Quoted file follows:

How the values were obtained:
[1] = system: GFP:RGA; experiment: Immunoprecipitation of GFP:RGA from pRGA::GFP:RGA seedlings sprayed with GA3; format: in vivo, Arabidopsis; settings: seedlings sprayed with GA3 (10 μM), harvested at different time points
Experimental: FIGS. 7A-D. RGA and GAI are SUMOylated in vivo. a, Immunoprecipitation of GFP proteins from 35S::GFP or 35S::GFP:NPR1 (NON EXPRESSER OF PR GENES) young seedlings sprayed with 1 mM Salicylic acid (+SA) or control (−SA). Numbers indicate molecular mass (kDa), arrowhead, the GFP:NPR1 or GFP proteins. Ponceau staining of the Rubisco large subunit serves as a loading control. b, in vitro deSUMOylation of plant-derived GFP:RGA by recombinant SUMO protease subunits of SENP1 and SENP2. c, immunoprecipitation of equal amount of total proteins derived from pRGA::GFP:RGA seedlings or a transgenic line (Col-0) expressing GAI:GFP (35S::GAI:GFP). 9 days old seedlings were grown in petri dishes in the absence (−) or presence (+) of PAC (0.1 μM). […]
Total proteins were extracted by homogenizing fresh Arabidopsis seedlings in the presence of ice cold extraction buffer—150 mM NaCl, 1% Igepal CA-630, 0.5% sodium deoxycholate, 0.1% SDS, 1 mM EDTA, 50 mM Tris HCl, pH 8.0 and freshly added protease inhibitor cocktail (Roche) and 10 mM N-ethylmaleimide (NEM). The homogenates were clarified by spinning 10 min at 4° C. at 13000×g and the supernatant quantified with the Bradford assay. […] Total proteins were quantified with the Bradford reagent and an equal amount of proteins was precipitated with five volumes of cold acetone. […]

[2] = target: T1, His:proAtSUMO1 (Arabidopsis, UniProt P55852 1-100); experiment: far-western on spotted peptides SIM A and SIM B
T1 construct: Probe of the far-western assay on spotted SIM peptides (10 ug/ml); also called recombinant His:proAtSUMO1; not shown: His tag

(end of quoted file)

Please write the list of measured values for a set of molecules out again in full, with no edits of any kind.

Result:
How the values were obtained:
[1] = system: GFP:RGA; experiment: Immunoprecipitation of GFP:RGA from pRGA::GFP:RGA seedlings sprayed with GA3; format: in vivo, Arabidopsis; settings: seedlings sprayed with GA3 (10 μM), harvested at different time points
Experimental: FIGS. 7A-D. RGA and GAI are SUMOylated in vivo. a, Immunoprecipitation of GFP proteins from 35S::GFP or 35S::GFP:NPR1 (NON EXPRESSER OF PR GENES) young seedlings sprayed with 1 mM Salicylic acid (+SA) or control (−SA). Numbers indicate molecular mass (kDa), arrowhead, the GFP:NPR1 or GFP proteins. Ponceau staining of the Rubisco large subunit serves as a loading control. b, in vitro deSUMOylation of plant-derived GFP:RGA by recombinant SUMO protease subunits of SENP1 and SENP2. c, immunoprecipitation of equal amount of total proteins derived from pRGA::GFP:RGA seedlings or a transgenic line (Col-0) expressing GAI:GFP (35S::GAI:GFP). 9 days old seedlings were grown in petri dishes in the absence (−) or presence (+) of PAC (0.1 μM). […]
Total proteins were extracted by homogenizing fresh Arabidopsis seedlings in the presence of ice cold extraction buffer—150 mM NaCl, 1% Igepal CA-630, 0.5% sodium deoxycholate, 0.1% SDS, 1 mM EDTA, 50 mM Tris HCl, pH 8.0 and freshly added protease inhibitor cocktail (Roche) and 10 mM N-ethylmaleimide (NEM). The homogenates were clarified by spinning 10 min at 4° C. at 13000×g and the supernatant quantified with the Bradford assay. […] Total proteins were quantified with the Bradford reagent and an equal amount of proteins was precipitated with five volumes of cold acetone. […]

[2] = target: T1, His:proAtSUMO1 (Arabidopsis, UniProt P55852 1-100); experiment: far-western on spotted peptides SIM A and SIM B
T1 construct: Probe of the far-western assay on spotted SIM peptides (10 ug/ml); also called recombinant His:proAtSUMO1; not shown: His tag